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Diddie, Dumps & Tot - or, Plantation child-life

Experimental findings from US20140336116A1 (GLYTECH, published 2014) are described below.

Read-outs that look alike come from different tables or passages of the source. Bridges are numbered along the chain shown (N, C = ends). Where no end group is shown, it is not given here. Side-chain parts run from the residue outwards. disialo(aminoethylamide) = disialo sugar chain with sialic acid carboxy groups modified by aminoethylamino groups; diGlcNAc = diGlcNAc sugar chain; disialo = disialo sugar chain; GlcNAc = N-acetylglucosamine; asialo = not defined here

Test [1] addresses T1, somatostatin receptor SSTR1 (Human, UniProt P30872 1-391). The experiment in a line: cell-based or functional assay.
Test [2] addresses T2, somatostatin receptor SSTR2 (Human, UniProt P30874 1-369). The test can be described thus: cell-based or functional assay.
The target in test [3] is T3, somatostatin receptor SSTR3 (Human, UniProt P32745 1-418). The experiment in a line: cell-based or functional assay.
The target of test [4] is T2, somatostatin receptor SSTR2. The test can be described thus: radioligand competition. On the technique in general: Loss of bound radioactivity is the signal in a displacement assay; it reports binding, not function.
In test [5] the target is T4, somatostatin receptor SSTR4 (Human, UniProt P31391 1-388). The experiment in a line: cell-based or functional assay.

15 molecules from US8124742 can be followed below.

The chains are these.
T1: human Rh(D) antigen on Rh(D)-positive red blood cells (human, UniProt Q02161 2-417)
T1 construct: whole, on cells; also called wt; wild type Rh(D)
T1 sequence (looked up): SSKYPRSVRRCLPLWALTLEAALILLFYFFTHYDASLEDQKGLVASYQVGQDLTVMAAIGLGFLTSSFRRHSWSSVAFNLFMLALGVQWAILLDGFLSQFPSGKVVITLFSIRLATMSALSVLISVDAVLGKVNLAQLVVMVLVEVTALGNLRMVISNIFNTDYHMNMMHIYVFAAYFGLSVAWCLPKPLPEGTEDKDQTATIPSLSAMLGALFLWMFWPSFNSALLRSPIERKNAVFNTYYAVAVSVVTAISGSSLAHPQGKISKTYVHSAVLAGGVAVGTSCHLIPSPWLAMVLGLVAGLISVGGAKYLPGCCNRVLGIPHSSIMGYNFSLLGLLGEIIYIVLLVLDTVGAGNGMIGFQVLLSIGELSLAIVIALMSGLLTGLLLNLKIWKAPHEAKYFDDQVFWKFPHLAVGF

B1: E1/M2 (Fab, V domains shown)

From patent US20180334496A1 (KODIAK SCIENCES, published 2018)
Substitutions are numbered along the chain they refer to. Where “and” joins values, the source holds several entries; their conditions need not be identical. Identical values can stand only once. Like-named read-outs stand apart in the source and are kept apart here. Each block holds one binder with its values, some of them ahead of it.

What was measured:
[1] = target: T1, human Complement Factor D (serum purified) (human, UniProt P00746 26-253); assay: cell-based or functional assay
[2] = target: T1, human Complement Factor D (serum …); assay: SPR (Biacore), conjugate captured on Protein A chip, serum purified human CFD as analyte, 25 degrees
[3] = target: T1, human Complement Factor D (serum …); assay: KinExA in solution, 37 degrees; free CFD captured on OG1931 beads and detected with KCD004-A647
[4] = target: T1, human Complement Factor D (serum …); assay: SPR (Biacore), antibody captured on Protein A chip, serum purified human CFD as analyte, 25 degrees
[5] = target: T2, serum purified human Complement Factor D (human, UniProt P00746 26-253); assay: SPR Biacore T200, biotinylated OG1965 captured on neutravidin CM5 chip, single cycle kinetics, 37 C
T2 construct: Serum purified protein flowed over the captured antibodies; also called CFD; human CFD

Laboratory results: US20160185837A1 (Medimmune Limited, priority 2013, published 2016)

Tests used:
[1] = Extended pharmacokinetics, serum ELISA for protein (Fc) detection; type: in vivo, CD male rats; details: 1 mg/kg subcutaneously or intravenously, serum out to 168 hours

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The Project Gutenberg EBook of Diddie, Dumps & Tot, by Louise-Clarke Pyrnelle This eBook is for the use of anyone anywhere at no cost and with almost no restrictions whatsoever. You may copy it, give it away or re-use it under the terms of the Project Gutenberg License included with this eBook or online at www.gutenberg.net Title: Diddie, Dumps & Tot or, Plantation child-life Author: Louise-Clarke Pyrnelle Release Date: November 24, 2005 [EBook #17146] Language: English Character set encoding: ASCII *** START OF THIS PROJECT GUTENBERG EBOOK DIDDIE, DUMPS & TOT *** Produced by Graeme Mackreth, Suzanne Shell and the Online Distributed Proofreading Team at http://www.pgdp.net EVENING DEVOTIONS. DIDDIE, DUMPS & TOT OR PLANTATION CHILD-LIFE By Louise-Clarke Pyrnelle Originally Published 1882 TO MY DEAR FATHER DR. RICHARD CLARKE OF SELMA, ALABAMA MY HERO AND MY BEAU IDEAL OF A GENTLEMAN I Dedicate this Book WITH THE LOVE OF HIS DAUGHTER PREFACE. In writing this little volume, I had for my primary object the idea of keeping alive many of the old stories, legends, traditions, games, hymns, and superstitions of the Southern slaves, which, with this generation of negroes, will pass away. There are now no more dear old "Mammies" and "Aunties" in our nurseries, no more good old "Uncles" in the workshops, to tell the children those old tales that have been told to our mothers and grandmothers for generations—the stories that kept our fathers and grandfathers quiet at night, and induced them to go early to bed that they might hear them the sooner. Nor does my little book pretend to be any defence of slavery. I know not whether it was right or wrong (there are many pros and cons on that subject); but it was the law of the land, made by statesmen from the North as well as the South, long before my day, or my father's or grandfather's day; and, born under that law a slave-holder, and the descendant of slave-holders, raised in the heart of the cotton section, surrounded by negroes from my earliest infancy, "I KNOW whereof I do speak;" and it is to tell of the pleasant and happy relations that existed between master and slave that I write this story of "Diddie, Dumps, and Tot." The stories, plantation games, and hymns are just as I heard them in my childhood. I have learned that Mr. Harris, in "Uncle Remus," has already given the "Tar Baby;" but I have not seen his book, and, as our versions are probably different, I shall let mine remain just as "Chris" told it to the "chil'en." I hope that none of my readers will be shocked at the seeming irreverence of my book, for that intimacy with the "Lord" was characteristic of the negroes. They believed implicitly in a Special Providence and direct punishment or reward, and that faith they religiously tried to impress upon their young charges, white or black; and "heavy, heavy hung over our heads" was the DEVIL! The least little departure from a marked-out course of morals or manners was sure to be followed by, "Nem' min', de deb'l gwine git yer." And what the Lord 'lowed and what he didn't 'low was perfectly well known to every darky. For instance, "he didn't 'low no singin' uv week-er-day chunes uv er Sunday," nor "no singin' uv reel chunes" (dance music) at any time; nor did he "'low no sassin' of ole pussons." The "chu'ch membahs" had their little differences of opinion. Of course they might differ on such minor points as "immersion" and "sprinklin'," "open" or "close" communion; but when it came to such grave matters as "singin' uv reel chunes," or "sassin' uv ole pussons," Baptists and Methodists met on common ground, and stood firm. Nor did our Mammies and Aunties neglect our manners. To say "yes" or "no" to any person, white or black, older than ourselves was considered very rude; it must always be "yes, mam," "no, mam;" "yes, sir," "no, sir;" and those expressions are still, and I hope ever will be, characteristic of Southerners. The child-life that I have portrayed is over now; for no hireling can ever be to the children what their Mammies were, and the strong tie between the negroes and "marster's chil'en" is broken forever. So, hoping that my book (which claims no literary merit) will serve to amuse the little folks, and give them an insight into a childhood peculiar to the South in her palmy days, without further preface I send out my volume of Plantation Childlife. LOUISE-C LARKE PYRNELLE. COLUMBUS, GA. CONTENTS. I. D IDDIE, D UMPS, AND TOT II. C HRISTMAS ON THE OLD PLANTATION III. MAMMY'S STORY IV. OLD BILLY V. D IDDIE'S BOOK VI. U NCLE SNAKE-BIT BOB'S SUNDAY-SCHOOL VII. POOR ANN VIII. U NCLE BOB'S PROPOSITION IX. AUNT EDY'S STORY X. PLANTATION GAMES XI. D IDDIE IN TROUBLE XII. H OW THE WOODPECKER'S H EAD AND THE R OBIN'S BREAST C AME TO BE R ED XIII. A PLANTATION MEETING , AND U NCLE D ANIEL'S SERMON XIV. D IDDIE AND D UMPS GO VISITING XV. THE FOURTH OF JULY XVI. "'STRUCK'N UV DE C HIL'EN" XVII. WHAT BECAME OF THEM ILLUSTRATIONS. EVENING D EVOTIONS SANITARY MEASURES PLAYING "INJUNS" "OLE BILLY " "THE TAR BABY " "MY MIN', H IT'S MADE U P " "YER'LL ALL BE H AVIN' D E C ROUP N EXT" "WELL, MY INVICE IS D IS " "MONAHS 'PUN TOP ER MONAHS" "BRINGIN' 'IM THE PICNIC" "SWINGING ON GRAPE-VINES AND R IDING ON SAPLINGS" "'STRUCK'N UV DE C HIL'EN " DIDDIE, DUMPS, AND TOT. CHAPTER I. DIDDIE, DUMPS, AND TOT. Return to Table of Contents They were three little sisters, daughters of a Southern planter, and they lived in a big white house on a cotton plantation in Mississippi. The house stood in a grove of cedars and live-oaks, and on one side was a flower-garden, with two summer-houses covered with climbing roses and honeysuckles, where the little girls would often have tea-parties in the pleasant spring and summer days. Back of the house was a long avenue of water-oaks leading to the quarters where the negroes lived. Major Waldron, the father of the children, owned a large number of slaves, and they loved him and his children very dearly. And the little girls loved them, particularly "Mammy," who had nursed their mother, and now had entire charge of the children; and Aunt Milly, a lame yellow woman, who helped Mammy in the nursery; and Aunt Edy, the head laundress, who was never too busy to amuse them. Then there was Aunt Nancy, the "tender," who attended to the children for the field-hands, and old Uncle Snake-bit Bob, who could scarcely walk at all, because he had been bitten by a snake when he was a boy: so now he had a little shop, where he made baskets of white-oak splits for the hands to pick cotton in; and he always had a story ready for the children, and would let them help him weave baskets whenever Mammy would take them to the shop. Besides these, there were Riar, Chris, and Dilsey, three little negroes, who belonged to the little girls and played with them, and were in training to be their maids by-and-by. Diddie, the oldest of the children, was nine years of age, and had a governess, Miss Carrie, who had taught her to read quite well, and even to write a letter. She was a quiet, thoughtful little girl, well advanced for her age, and ladylike in her manners. Dumps, the second sister, was five, full of fun and mischief, and gave Mammy a great deal of trouble on account of her wild tomboyish ways. Tot, the baby, was a tiny, little blue-eyed child of three, with long light curls, who was always amiable and sweet-tempered, and was petted by everybody who knew her. Now, you must not think that the little girls had been carried to the font and baptized with such ridiculous names as Diddie, Dumps, and Tot: these were only pet names that Mammy had given them; but they had been called by them so long that many persons forgot that Diddie's name was Madeleine, that Dumps had been baptized Elinor, and that Tot bore her mother's name of Eugenia, for they were known as Diddie, Dumps, and Tot to all of their friends. The little girls were very happy in their plantation home. 'Tis true they lived 'way out in the country, and had no museums nor toy-shops to visit, no fine parks to walk or ride in, nor did they have a very great variety of toys. They had some dolls and books, and a baby-house furnished with little beds and chairs and tables; and they had a big Newfoundland dog, Old Bruno; and Dumps and Tot both had a little kitten apiece; and there was "Old Billy," who once upon a time had been a frisky little lamb, Diddie's special pet; but now he was a vicious old sheep, who amused the children very much by running after them whenever he could catch them out-of-doors. Sometimes, though, he would butt them over and hurt them, and Major Waldron had several times had him turned into the pasture; but Diddie would always cry and beg for him to be brought back, and so Old Billy was nearly always in the yard. Then there was Corbin, the little white pony that belonged to all of the children together, and was saddled and bridled every fair day, and tied to the horserack, that the little girls might ride him whenever they chose; and 'twas no unusual sight to see two of them on him at once, cantering down the big road or through the grove. And, besides all these amusements, Mammy or Aunt Milly or Aunt Edy, or some of the negroes, would tell them tales; and once in a while they would slip off and go to the quarters, to Aunt Nancy the tender's cabin, and play with the little quarter children. They particularly liked to go there about dark to hear the little negroes say their prayers. Aunt Nancy would make them all kneel down in a row, and clasp their hands and shut their eyes: then she would say, "Our Father, who art in heaven," and all the little darkies together would repeat each petition after her; and if they didn't all keep up, and come out together, she would give the delinquent a sharp cut with a long switch that she always kept near her. So the prayer was very much interrupted by the little "nigs" telling on each other, calling out "Granny" (as they all called Aunt Nancy), "Jim didn't say his 'kingdom come.'" "Yes I did, Granny; don't yer b'lieve dat gal; I said jes' much 'kingdom come' ez she did." And presently Jim would retaliate by saying, "Granny, Polly nuber sed nuf'n 'bout her 'cruspusses.'" "Lord-ee! jes' lis'n at dat nigger," Polly would say. "Granny, don't yer min' 'im; I sed furgib us cruspusses, jes' ez plain ez anybody, and Ginny hyeard me; didn't yer, Ginny?" At these interruptions Aunt Nancy would stop to investigate the matter, and whoever was found in fault was punished with strict and impartial justice. Another very interesting time to visit the quarters was in the morning before breakfast, to see Aunt Nancy give the little darkies their "vermifuge." She had great faith in the curative properties of a very nauseous vermifuge that she had made herself by stewing some kind of herbs in molasses, and every morning she would administer a teaspoonful of it to every child under her care; and she used to say, "Ef'n hit want fur dat furmifuge, den marster wouldn't hab all dem niggers w'at yer see hyear." Now, I don't know about that; but I do know that the little darkies would rather have had fewer "niggers" and less "furmifuge;" for they acted shamefully every time they were called upon to take a dose. In the first place, whenever Aunt Nancy appeared with the bottle and spoon, as many of the children as could get away would flee for their lives, and hide themselves behind the hen-coops and ash-barrels, and under the cabins, and anywhere they could conceal themselves. But that precaution was utterly useless, for Aunt Nancy would make them all form in a line, and in that way would soon miss any absentees; but there were always volunteers to hunt out and run down and bring back the shirkers, who, besides having to take the vermifuge, would get a whipping into the bargain. And even after Aunt Nancy would get them into line, and their hands crossed behind their backs, she would have to watch very closely, or some wicked little "nig" would slip into the place of the one just above him, and make a horrible face, and spit, and wipe his mouth as if he had just taken his dose; and thereby the one whose place he had taken would have to swallow a double portion, while he escaped entirely; or else a scuffle would ensue, and a very animated discussion between the parties as to who had taken the last dose; and unless it could be decided satisfactorily, Aunt Nancy would administer a dose to each one; for, in her opinion, "too much furmifuge wuz better 'n none." And so you see the giving of the vermifuge consumed considerable time. After that was through with, she would begin again at the head of the line, and, making each child open its mouth to its fullest extent, she would examine each throat closely, and if any of them had their "palates down," she would catch up a little clump of hair right on top of their heads and wrap it around as tightly as she could with a string, and then, catching hold of this "topknot," she would pull with all her might to bring up the palate. The unlucky little "nig" in the meanwhile kept up the most unearthly yells, for so great was the depravity among them that they had rather have their palates down than up. Keeping their "palate locks" tied was a source of great trouble and worriment to Aunt Nancy. SANITARY MEASURES. Return to List of Illustrations The winter was always a great season with the children; Mammy would let them have so many candy-stews, and they parched "goobers" in the evenings, and Aunt Milly had to make them so many new doll's clothes, to "keep them quiet," as Dumps said; and such romps and games as they would have in the old nursery! There were two rooms included in the nursery—one the children's bedroom and the other their playroom, where they kept all their toys and litter; and during the winter bright wood fires were kept up in both rooms, that the children might not take cold, and around both fireplaces were tall brass fenders that were kept polished till they shone like gold. Yet, in spite of this precaution, do you know that once Dilsey, Diddie's little maid, actually caught on fire, and her linsey dress was burned off, and Aunt Milly had to roll her over and over on the floor, and didn't get her put out till her little black neck was badly burned, and her little woolly head all singed. After that she had to be nursed for several days. Diddie carried her her meals, and Dumps gave her "Stella," a china doll that was perfectly good, only she had one leg off and her neck cracked; but, for all that, she was a great favorite in the nursery, and it grieved Dumps very much to part with her; but she thought it was her "Christian juty," as she told Diddie; so Aunt Milly made Stella a new green muslin dress, and she was transferred to Dilsey. There was no railroad near the plantation, but it was only fifteen miles to the river, and Major Waldron would go down to New Orleans every winter to lay in his year's supplies, which were shipped by steamboats to the landing and hauled from there to the plantation. It was a jolly time for both white and black when the wagons came from the river; there were always boxes of fruits and candies and nuts, besides large trunks which were carried into the store-room till Christmas, and which everybody knew contained Christmas presents for "all hands." One winter evening in 1853, the children were all gathered at the big gate, on the lookout for the wagons. Diddie was perched upon one gate-post and Dumps on the other, while Tot was sitting on the fence, held on by Riar, lest she might fall. Dilsey and Chris were stationed 'way down the road to catch the first glimpse of the wagons. They were all getting very impatient, for they had been out there nearly an hour, and it was now getting so late they knew Mammy would not let them stay much longer. "I know de reason dey so late, Miss Diddie," said Riar; "dey got dat new mule Sam in de lead in one de wagins and Unker Bill say he know he gwine cut up, f'um de look in he's eyes." "Uncle Bill don't know everything," answered Diddie. "There are six mules in the wagon, and Sam's jest only one of 'em; I reckon he can't cut up much by hisself; five's more 'n one, ain't it?" "I do b'lieve we've been out hyear er hun-der-d hours," said Dumps, yawning wearily; and just then Dilsey and Chris came running towards the gate, waving their arms and crying, "Hyear dey come! hyear dey come!" and, sure enough, the great white-covered wagons came slowly down the road, and Major Waldron on Prince, his black horse, riding in advance. He quickened his pace when he caught sight of the children; for he was very fond of his little daughters, and had been away from them two weeks, trading in New Orleans. He rode up now to the fence, and lifting Tot to the saddle before him, took her in his arms and kissed her. Diddie and Dumps scrambled down from the gate-posts and ran along by the side of Prince to the house, where their mamma was waiting on the porch. And oh! such a joyful meeting! such hugging and kissing all around! Then the wagons came up, and the strong negro men began taking out the boxes and bundles and carrying them to the store-room. "Hand me out that covered basket, Nelson," said Major Waldron to one of the men; and, taking it carefully to the house, he untied the cover, and there lay two little white woolly puppies —one for Diddie, and one for Dumps. The little girls clapped their hands and danced with delight. "Ain't they lovely?" said Dumps, squeezing hers in her arms. "Lubly," echoed Tot, burying her chubby little hands in the puppy's wool, while Diddie cuddled hers in her arms as tenderly as if it had been a baby. Mammy made a bed for the doggies in a box in one corner of the nursery, and the children were so excited and so happy that she could hardly get them to bed at all; but after a while Tot's blue eyes began to droop, and she fell asleep in Mammy's arms, murmuring, "De booful itty doggie." "De booful itty doggies," however, did not behave very well; they cried and howled, and Dumps insisted on taking hers up and rocking him to sleep. "Hit's er gittin' so late, honey," urged Mammy, "let 'um stay in de box, an' go ter bed now, like good chil'en." "I know I ain't, Mammy," replied Dumps. "You mus' think I ain't got no feelin's ter go ter bed an' leave 'im hollerin'. I'm er goin' ter rock 'im ter sleep in my little rockin'-cheer, an' you needn't be er fussin' at me nuther." "I ain't er fussin' at yer, chile; I'm jes' visin' uv yer fur yer good; caze hit's yer bedtime, an' dem puppies will likely holler all night." "Then we will sit up all night," said Diddie, in her determined way. "I'm like Dumps; I'm not going to bed an' leave 'im cryin'." So Mammy drew her shawl over her head and lay back in her chair for a nap, while Diddie and Dumps took the little dogs in their arms and sat before the fire rocking; and Chris and Dilsey and Riar all squatted on the floor around the fender, very much interested in the process of getting the puppies quiet. Presently Dumps began to sing: "Ef'n 'ligion was er thing that money could buy, O reign, Marse Jesus, er reign; De rich would live, an' de po' would die, O reign, Marse Jesus, er reign. Chorus. O reign, reign, reign, er my Lord, O reign, Marse Jesus, er reign: O reign, reign, reign, er my Lord, O reign, Marse Jesus, er reign. But de Lord he 'lowed he wouldn't have it so, O reign, Marse Jesus, er reign; So de rich mus' die jes' same as de po', O reign, Marse Jesus, er reign." This was one of the plantation hymns with which Mammy often used to sing Tot to sleep, and all the children were familiar with the words and air; so now they all joined in the singing, and very sweet music it was. They had sung it through several times, and the puppies, finding themselves so outdone in the matter of noise, had curled up in the children's laps and were fast asleep, when Diddie interrupted the chorus to ask: "Dumps, what are you goin' ter name your doggie?" "I b'lieve I'll name 'im 'Papa,'" replied Dumps, "because he give 'im ter me." "'Papa,' indeed!" said Diddie, contemptuously; "that's no name for a dog; I'm goin' ter name mine after some great big somebody." "Lord-ee! I tell yer, Miss Diddie; name 'im Marse Samson, atter de man w'at Mammy wuz tellin' 'bout totin' off de gates," said Dilsey. "No yer don't, Miss Diddie; don't yer name 'im no sich," said Chris; "le's name im' Marse Whale, w'at swallered de man an' nuber chawed 'im." "No, I sha'n't name him nothin' out'n the Bible," said Diddie, "because that's wicked, and maybe God wouldn't let him live, just for that; I b'lieve I'll name him Christopher Columbus, 'cause if he hadn't discovered America there wouldn't er been no people hyear, an' I wouldn't er had no father nor mother, nor dog, nor nothin': an', Dumps, sposin' you name yours Pocahontas, that was er beauti-ful Injun girl, an' she throwed her arms 'roun' Mr. Smith an' never let the tomahawks kill 'im." "I know I ain't goin' to name mine no Injun," said Dumps, decidedly. "Yer right, Miss Dumps; now yer's er talkin'," said Riar; "I wouldn't name 'im no Injun; have 'im tearin' folks' hyar off, like Miss Diddie reads in de book. I don't want ter hab nuffin 'tall ter do wid no Injuns; no, sar! I don't like dem folks." "Now, chil'en, de dogs is 'sleep," said Mammy, yawning and rubbing her eyes; "go ter bed, won't yer?" And the little girls, after laying the puppies in the box and covering them with an old shawl, were soon fast asleep. But there was not much sleep in the nursery that night; the ungrateful little dogs howled and cried all night. Mammy got up three times and gave them warm milk, and tucked them up in the shawl; but no sooner would she put them back in the box than they would begin to cry and howl. And so at the breakfast-table next morning, when Dumps asked her papa to tell her something to name her puppy, Diddie gravely remarked, "I think, Dumps, we had better name 'um Cherubim an' Seraphim, for they continually do cry." And her papa was so amused at the idea that he said he thought so too; and thus the puzzling question of the names was decided, and the little woolly poodles were called Cherubim and Seraphim, and became great pets in the household. CHAPTER II. CHRISTMAS ON THE OLD PLANTATION. Return to Table of Contents Christmas morning, 1853, dawned cold and rainy, and scarcely had the first gray streak appeared when the bolt of the nursery was quietly turned, and Dilsey's little black head peered in through the half-open door.